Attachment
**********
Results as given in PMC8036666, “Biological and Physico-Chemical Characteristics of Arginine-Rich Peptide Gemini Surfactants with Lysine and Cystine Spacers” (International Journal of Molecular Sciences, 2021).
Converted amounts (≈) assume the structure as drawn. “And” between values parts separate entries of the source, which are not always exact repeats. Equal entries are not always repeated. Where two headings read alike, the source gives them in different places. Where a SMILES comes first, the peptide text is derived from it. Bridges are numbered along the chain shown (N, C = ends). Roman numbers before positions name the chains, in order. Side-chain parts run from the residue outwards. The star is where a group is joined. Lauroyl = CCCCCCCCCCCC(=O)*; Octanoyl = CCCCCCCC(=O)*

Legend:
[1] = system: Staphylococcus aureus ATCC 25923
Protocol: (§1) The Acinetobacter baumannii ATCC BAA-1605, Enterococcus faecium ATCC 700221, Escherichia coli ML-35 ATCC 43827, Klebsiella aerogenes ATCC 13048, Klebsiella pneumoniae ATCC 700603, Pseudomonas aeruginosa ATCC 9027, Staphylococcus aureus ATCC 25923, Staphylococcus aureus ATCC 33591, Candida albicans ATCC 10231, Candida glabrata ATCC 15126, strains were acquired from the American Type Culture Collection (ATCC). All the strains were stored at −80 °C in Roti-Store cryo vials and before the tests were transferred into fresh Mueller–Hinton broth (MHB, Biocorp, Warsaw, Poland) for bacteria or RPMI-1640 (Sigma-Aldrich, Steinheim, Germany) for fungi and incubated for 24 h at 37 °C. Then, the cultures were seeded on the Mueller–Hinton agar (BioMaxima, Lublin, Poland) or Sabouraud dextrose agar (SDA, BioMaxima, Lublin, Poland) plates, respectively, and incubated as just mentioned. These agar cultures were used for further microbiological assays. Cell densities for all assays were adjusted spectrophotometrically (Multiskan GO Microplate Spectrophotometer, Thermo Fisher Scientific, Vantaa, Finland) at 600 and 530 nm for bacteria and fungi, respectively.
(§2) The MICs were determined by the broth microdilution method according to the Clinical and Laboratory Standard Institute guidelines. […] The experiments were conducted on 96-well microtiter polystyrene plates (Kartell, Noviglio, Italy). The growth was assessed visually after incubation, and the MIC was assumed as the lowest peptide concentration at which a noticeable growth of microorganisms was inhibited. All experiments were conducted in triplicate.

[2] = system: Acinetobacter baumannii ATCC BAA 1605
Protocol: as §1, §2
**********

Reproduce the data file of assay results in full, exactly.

Results as given in PMC8036666, “Biological and Physico-Chemical Characteristics of Arginine-Rich Peptide Gemini Surfactants with Lysine and Cystine Spacers” (International Journal of Molecular Sciences, 2021).
Converted amounts (≈) assume the structure as drawn. “And” between values parts separate entries of the source, which are not always exact repeats. Equal entries are not always repeated. Where two headings read alike, the source gives them in different places. Where a SMILES comes first, the peptide text is derived from it. Bridges are numbered along the chain shown (N, C = ends). Roman numbers before positions name the chains, in order. Side-chain parts run from the residue outwards. The star is where a group is joined. Lauroyl = CCCCCCCCCCCC(=O)*; Octanoyl = CCCCCCCC(=O)*

Legend:
[1] = system: Staphylococcus aureus ATCC 25923
Protocol: (§1) The Acinetobacter baumannii ATCC BAA-1605, Enterococcus faecium ATCC 700221, Escherichia coli ML-35 ATCC 43827, Klebsiella aerogenes ATCC 13048, Klebsiella pneumoniae ATCC 700603, Pseudomonas aeruginosa ATCC 9027, Staphylococcus aureus ATCC 25923, Staphylococcus aureus ATCC 33591, Candida albicans ATCC 10231, Candida glabrata ATCC 15126, strains were acquired from the American Type Culture Collection (ATCC). All the strains were stored at −80 °C in Roti-Store cryo vials and before the tests were transferred into fresh Mueller–Hinton broth (MHB, Biocorp, Warsaw, Poland) for bacteria or RPMI-1640 (Sigma-Aldrich, Steinheim, Germany) for fungi and incubated for 24 h at 37 °C. Then, the cultures were seeded on the Mueller–Hinton agar (BioMaxima, Lublin, Poland) or Sabouraud dextrose agar (SDA, BioMaxima, Lublin, Poland) plates, respectively, and incubated as just mentioned. These agar cultures were used for further microbiological assays. Cell densities for all assays were adjusted spectrophotometrically (Multiskan GO Microplate Spectrophotometer, Thermo Fisher Scientific, Vantaa, Finland) at 600 and 530 nm for bacteria and fungi, respectively.
(§2) The MICs were determined by the broth microdilution method according to the Clinical and Laboratory Standard Institute guidelines. […] The experiments were conducted on 96-well microtiter polystyrene plates (Kartell, Noviglio, Italy). The growth was assessed visually after incubation, and the MIC was assumed as the lowest peptide concentration at which a noticeable growth of microorganisms was inhibited. All experiments were conducted in triplicate.

[2] = system: Acinetobacter baumannii ATCC BAA 1605
Protocol: as §1, §2